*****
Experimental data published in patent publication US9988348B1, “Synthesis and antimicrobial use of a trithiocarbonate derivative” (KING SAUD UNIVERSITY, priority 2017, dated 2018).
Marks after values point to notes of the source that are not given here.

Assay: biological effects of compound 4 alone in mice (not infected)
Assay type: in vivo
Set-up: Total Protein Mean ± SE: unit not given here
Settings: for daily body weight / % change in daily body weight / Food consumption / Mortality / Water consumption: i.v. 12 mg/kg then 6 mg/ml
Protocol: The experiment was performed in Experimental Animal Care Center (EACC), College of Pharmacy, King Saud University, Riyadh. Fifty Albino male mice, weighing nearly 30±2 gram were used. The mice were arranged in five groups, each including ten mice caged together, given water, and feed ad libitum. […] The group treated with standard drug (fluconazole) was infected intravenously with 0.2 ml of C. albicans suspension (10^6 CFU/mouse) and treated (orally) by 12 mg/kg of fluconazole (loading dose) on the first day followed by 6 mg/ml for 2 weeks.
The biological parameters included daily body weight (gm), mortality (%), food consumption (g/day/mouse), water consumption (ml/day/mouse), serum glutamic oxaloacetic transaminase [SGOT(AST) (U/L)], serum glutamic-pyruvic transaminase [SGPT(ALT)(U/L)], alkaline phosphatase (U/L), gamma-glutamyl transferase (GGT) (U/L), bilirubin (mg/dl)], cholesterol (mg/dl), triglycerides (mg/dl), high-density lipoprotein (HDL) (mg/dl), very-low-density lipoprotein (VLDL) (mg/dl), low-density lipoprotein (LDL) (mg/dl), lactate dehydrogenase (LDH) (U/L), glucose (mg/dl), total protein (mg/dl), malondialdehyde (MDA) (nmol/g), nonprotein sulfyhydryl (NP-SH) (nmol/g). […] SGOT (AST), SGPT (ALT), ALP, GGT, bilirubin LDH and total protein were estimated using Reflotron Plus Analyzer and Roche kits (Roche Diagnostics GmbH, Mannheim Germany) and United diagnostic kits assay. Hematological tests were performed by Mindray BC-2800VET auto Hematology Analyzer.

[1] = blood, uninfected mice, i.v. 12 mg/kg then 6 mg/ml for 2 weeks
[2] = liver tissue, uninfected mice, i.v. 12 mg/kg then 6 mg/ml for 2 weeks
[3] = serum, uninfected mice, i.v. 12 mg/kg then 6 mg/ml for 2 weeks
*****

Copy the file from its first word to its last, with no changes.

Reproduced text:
Experimental data published in patent publication US9988348B1, “Synthesis and antimicrobial use of a trithiocarbonate derivative” (KING SAUD UNIVERSITY, priority 2017, dated 2018).
Marks after values point to notes of the source that are not given here.

Assay: biological effects of compound 4 alone in mice (not infected)
Assay type: in vivo
Set-up: Total Protein Mean ± SE: unit not given here
Settings: for daily body weight / % change in daily body weight / Food consumption / Mortality / Water consumption: i.v. 12 mg/kg then 6 mg/ml
Protocol: The experiment was performed in Experimental Animal Care Center (EACC), College of Pharmacy, King Saud University, Riyadh. Fifty Albino male mice, weighing nearly 30±2 gram were used. The mice were arranged in five groups, each including ten mice caged together, given water, and feed ad libitum. […] The group treated with standard drug (fluconazole) was infected intravenously with 0.2 ml of C. albicans suspension (10^6 CFU/mouse) and treated (orally) by 12 mg/kg of fluconazole (loading dose) on the first day followed by 6 mg/ml for 2 weeks.
The biological parameters included daily body weight (gm), mortality (%), food consumption (g/day/mouse), water consumption (ml/day/mouse), serum glutamic oxaloacetic transaminase [SGOT(AST) (U/L)], serum glutamic-pyruvic transaminase [SGPT(ALT)(U/L)], alkaline phosphatase (U/L), gamma-glutamyl transferase (GGT) (U/L), bilirubin (mg/dl)], cholesterol (mg/dl), triglycerides (mg/dl), high-density lipoprotein (HDL) (mg/dl), very-low-density lipoprotein (VLDL) (mg/dl), low-density lipoprotein (LDL) (mg/dl), lactate dehydrogenase (LDH) (U/L), glucose (mg/dl), total protein (mg/dl), malondialdehyde (MDA) (nmol/g), nonprotein sulfyhydryl (NP-SH) (nmol/g). […] SGOT (AST), SGPT (ALT), ALP, GGT, bilirubin LDH and total protein were estimated using Reflotron Plus Analyzer and Roche kits (Roche Diagnostics GmbH, Mannheim Germany) and United diagnostic kits assay. Hematological tests were performed by Mindray BC-2800VET auto Hematology Analyzer.

[1] = blood, uninfected mice, i.v. 12 mg/kg then 6 mg/ml for 2 weeks
[2] = liver tissue, uninfected mice, i.v. 12 mg/kg then 6 mg/ml for 2 weeks
[3] = serum, uninfected mice, i.v. 12 mg/kg then 6 mg/ml for 2 weeks